I would also personally include an exception for "simple data processing" scripts that involve nothing more than reading in some data, processing it and printing it out, much like the first rewritten version of your code that I suggested above.

Such scripts are characterized by the fact that they only perform a single task, that this task involves reading, processing and writing data, and that their control flow is simple and mostly linear. That is, such a script might consist of a loop that reads the input, another loop or two to process it, and then a loop to print out the results. Sometimes it might even have a loop that e.g. reads a line of input, processes it, and prints out the result before reading the next line, etc. But what it definitely shouldn't have is print (or, worse yet, input) calls buried deep within conditional code, or in functions whose main purpose isn't obviously to perform I/O.

While such scripts can be refactored to separate the I/O code from the rest of the data processing, often that can actually make the code harder to read, since it breaks up the simple step-by-step program flow into a more complex sequence of function calls. Basically, if your code is naturally structured like a cooking recipe, with nothing but simple sequential steps, it's sometimes better to just keep it like that and not complicate it by needless refactoring.

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  • 2
    \$\begingroup\$ This is incredibly well written and explanatory thank you:) \$\endgroup\$ Nov 18 '20 at 18:58
  • 1
    \$\begingroup\$ I would argue that while modularization and reusability is generally important, forcing those principles onto a 7 LOC script is over-engineering. The advice about .endswith() is definitely valid though \$\endgroup\$
    – kangalioo
    Nov 19 '20 at 14:21
  • 5
    \$\begingroup\$ @kangalioo: The point of exercises like this is to develop coding skills that can be applied to actual real-world tasks. Arguably, following good coding style for such exercises is more important than it usually would be. Normally, "this is throw-away prototype code, I'm never going to reuse it" can be a valid argument for cutting corners. When training your programming skills, however, you should always write the code as if you were going to reuse and extend it later, even if you know you really won't. \$\endgroup\$ Nov 19 '20 at 14:27
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The only thing somewhat bothering me is the short indentation :-P (standard is four spaces)

And endswith is better in general as it avoids the cost of the slice copy, doesn't require stating the length, and also works for empty test-suffixes:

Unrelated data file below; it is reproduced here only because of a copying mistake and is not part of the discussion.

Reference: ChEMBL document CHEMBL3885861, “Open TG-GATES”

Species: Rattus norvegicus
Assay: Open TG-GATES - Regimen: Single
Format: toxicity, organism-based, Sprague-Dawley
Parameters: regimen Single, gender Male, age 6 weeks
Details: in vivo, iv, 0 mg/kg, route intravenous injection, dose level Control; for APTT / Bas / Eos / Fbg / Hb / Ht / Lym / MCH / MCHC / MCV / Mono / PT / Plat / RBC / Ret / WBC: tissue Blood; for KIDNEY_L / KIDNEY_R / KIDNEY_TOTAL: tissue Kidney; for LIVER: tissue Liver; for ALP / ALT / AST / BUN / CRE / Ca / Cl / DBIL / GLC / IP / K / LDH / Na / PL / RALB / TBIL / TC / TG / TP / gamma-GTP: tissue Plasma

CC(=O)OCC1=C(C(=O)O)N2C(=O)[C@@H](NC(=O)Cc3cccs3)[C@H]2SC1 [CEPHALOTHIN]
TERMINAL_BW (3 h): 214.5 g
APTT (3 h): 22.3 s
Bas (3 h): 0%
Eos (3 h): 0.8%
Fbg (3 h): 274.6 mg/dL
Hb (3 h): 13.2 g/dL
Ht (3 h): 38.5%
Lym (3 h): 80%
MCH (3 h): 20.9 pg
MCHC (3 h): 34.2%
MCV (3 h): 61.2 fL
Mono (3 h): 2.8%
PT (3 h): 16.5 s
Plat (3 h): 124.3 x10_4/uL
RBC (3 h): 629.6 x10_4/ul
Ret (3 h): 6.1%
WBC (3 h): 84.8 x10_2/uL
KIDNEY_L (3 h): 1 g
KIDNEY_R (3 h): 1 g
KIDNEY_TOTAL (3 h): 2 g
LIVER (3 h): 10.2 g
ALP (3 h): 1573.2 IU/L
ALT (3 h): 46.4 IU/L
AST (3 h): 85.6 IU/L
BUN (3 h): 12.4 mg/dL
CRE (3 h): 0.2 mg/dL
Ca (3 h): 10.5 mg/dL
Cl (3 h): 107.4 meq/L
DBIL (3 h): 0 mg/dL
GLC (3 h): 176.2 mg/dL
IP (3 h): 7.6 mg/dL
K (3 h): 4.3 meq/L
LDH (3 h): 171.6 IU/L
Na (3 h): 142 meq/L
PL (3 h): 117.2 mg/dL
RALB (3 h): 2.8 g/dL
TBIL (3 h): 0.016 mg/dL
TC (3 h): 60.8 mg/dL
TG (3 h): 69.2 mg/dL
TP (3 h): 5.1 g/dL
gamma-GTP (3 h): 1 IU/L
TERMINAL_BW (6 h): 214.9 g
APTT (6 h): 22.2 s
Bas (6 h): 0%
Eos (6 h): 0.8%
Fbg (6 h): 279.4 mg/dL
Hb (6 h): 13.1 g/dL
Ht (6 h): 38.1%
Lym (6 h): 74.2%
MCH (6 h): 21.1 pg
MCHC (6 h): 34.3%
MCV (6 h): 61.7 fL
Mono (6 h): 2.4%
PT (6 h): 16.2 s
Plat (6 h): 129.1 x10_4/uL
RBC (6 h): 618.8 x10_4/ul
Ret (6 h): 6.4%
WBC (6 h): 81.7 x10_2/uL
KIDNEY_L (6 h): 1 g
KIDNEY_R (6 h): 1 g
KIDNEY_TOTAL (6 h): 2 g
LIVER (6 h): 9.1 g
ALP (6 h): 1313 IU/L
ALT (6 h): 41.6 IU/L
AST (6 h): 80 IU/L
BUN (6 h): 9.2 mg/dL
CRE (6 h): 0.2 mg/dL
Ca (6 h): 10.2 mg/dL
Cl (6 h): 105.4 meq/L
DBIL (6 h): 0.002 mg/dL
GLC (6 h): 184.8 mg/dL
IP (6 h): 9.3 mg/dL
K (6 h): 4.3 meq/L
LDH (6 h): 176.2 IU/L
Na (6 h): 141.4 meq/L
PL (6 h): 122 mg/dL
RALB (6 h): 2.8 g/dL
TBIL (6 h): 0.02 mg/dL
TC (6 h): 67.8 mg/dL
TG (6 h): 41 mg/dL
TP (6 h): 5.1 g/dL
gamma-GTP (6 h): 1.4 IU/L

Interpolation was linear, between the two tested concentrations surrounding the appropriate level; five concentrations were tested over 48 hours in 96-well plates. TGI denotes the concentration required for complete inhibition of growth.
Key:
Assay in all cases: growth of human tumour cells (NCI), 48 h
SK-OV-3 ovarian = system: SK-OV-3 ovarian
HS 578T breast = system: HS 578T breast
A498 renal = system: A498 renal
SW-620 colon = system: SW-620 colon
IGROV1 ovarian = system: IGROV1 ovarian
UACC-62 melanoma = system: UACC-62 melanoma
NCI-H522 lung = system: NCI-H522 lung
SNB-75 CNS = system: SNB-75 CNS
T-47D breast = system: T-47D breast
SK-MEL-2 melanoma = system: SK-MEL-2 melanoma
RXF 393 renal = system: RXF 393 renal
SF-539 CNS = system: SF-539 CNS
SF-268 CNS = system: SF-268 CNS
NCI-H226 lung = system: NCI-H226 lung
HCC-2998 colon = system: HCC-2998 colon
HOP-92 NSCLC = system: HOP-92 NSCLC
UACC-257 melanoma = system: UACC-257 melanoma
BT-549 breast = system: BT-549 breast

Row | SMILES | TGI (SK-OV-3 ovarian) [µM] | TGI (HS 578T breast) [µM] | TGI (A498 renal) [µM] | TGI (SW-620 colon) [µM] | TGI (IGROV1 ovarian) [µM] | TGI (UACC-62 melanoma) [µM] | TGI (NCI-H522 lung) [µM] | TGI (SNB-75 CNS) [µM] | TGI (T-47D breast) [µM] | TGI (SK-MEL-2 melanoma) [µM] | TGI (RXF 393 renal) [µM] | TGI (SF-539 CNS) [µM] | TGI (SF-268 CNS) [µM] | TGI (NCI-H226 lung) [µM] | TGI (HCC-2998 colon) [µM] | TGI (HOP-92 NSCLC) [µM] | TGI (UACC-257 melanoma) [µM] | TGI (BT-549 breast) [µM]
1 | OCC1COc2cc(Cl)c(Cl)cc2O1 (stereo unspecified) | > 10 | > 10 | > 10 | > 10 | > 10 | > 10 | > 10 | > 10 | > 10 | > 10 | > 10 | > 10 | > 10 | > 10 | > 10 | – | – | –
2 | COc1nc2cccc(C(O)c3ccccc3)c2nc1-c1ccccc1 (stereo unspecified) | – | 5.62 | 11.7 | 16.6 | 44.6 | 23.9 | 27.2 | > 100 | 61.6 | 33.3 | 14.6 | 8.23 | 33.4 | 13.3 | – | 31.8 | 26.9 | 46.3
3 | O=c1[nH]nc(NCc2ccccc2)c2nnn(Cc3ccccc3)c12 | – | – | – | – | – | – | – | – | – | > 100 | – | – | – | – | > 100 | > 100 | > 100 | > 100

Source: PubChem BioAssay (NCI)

>>> for s in 'o', 'a', '':
        print('foo'.endswith(s),
              'foo'[-len(s):] == s)

True True
False False
True False         <= Note the difference!

Here's how I might do it:

string = input()
if len(string) >= 3:
    string += 'ly' if string.endswith('ing') else 'ing'
print(string)
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  • \$\begingroup\$ My small quibble with this would be that you're overwriting the original string. \$\endgroup\$
    – Ben
    Nov 18 '20 at 16:42
  • 2
    \$\begingroup\$ @Ben Yes, as instructed. \$\endgroup\$ Nov 18 '20 at 16:43
  • \$\begingroup\$ Very true; the whole printing thing is throwing me off. I'll leave my original comment there as your response is valuable. \$\endgroup\$
    – Ben
    Nov 18 '20 at 16:45
  • \$\begingroup\$ I also just noticed that we need to make changes in the string itself thanks :) \$\endgroup\$ Nov 18 '20 at 17:25
  • \$\begingroup\$ @FoundABetterName Well, we can't really change the string itself, as it's immutable. I'd say closest thing we can do is change the variable (which is what I do). And of course if you really just input and print, it doesn't really matter. \$\endgroup\$ Nov 18 '20 at 17:36
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I think the code looks fine, except you could use the library function to check it ends-with "ing":

string = input()
if len(string) < 3:
  print(string)
elif string.endswith('ing'):
  print(string + 'ly')
else:
  print(string + 'ing')
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There's not many other ways to do it.

You could replace the if-elif-else statement with an if-elif-else expression. Is that more readable or less?

You could use the if statements to pick the appropriate suffix and have just on print at the end.

In the print statement, you could use an f-string instead of string concatenation

string = input()
suffix = '' if len(string) < 3 else 'ly' if string.endswith('ing') else 'ing'
print(f"{string}{suffix}")
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    \$\begingroup\$ I find this if-elif-else expression too long to grok easily. @Heap Overflow's answer, using an if len>=3 statement controlling a string += if-else expression, looks like a good balance to me. And has separation of logic from I/O. \$\endgroup\$ Nov 18 '20 at 20:50
  • 1
    \$\begingroup\$ @PeterCordes, I agree. As I implied in my answer the if expression might not be as readable. \$\endgroup\$
    – RootTwo
    Nov 19 '20 at 0:07